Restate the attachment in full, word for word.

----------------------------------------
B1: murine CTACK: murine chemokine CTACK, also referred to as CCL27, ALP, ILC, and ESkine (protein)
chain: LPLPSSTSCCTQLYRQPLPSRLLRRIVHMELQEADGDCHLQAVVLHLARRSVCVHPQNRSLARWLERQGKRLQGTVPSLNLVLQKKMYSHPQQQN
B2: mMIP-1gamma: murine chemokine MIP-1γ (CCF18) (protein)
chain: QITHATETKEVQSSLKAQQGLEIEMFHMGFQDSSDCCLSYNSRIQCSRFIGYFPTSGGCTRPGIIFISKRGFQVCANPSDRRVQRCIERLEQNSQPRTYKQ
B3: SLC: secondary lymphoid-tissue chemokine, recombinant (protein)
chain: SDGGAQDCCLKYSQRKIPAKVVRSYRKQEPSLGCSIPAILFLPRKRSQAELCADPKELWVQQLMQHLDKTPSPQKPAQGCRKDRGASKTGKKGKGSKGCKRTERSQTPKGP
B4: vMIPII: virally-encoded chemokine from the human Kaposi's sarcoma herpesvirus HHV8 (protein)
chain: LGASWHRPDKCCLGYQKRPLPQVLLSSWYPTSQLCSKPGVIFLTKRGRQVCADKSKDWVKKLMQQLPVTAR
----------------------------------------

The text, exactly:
B1: murine CTACK: murine chemokine CTACK, also referred to as CCL27, ALP, ILC, and ESkine (protein)
chain: LPLPSSTSCCTQLYRQPLPSRLLRRIVHMELQEADGDCHLQAVVLHLARRSVCVHPQNRSLARWLERQGKRLQGTVPSLNLVLQKKMYSHPQQQN
B2: mMIP-1gamma: murine chemokine MIP-1γ (CCF18) (protein)
chain: QITHATETKEVQSSLKAQQGLEIEMFHMGFQDSSDCCLSYNSRIQCSRFIGYFPTSGGCTRPGIIFISKRGFQVCANPSDRRVQRCIERLEQNSQPRTYKQ
B3: SLC: secondary lymphoid-tissue chemokine, recombinant (protein)
chain: SDGGAQDCCLKYSQRKIPAKVVRSYRKQEPSLGCSIPAILFLPRKRSQAELCADPKELWVQQLMQHLDKTPSPQKPAQGCRKDRGASKTGKKGKGSKGCKRTERSQTPKGP
B4: vMIPII: virally-encoded chemokine from the human Kaposi's sarcoma herpesvirus HHV8 (protein)
chain: LGASWHRPDKCCLGYQKRPLPQVLLSSWYPTSQLCSKPGVIFLTKRGRQVCADKSKDWVKKLMQQLPVTAR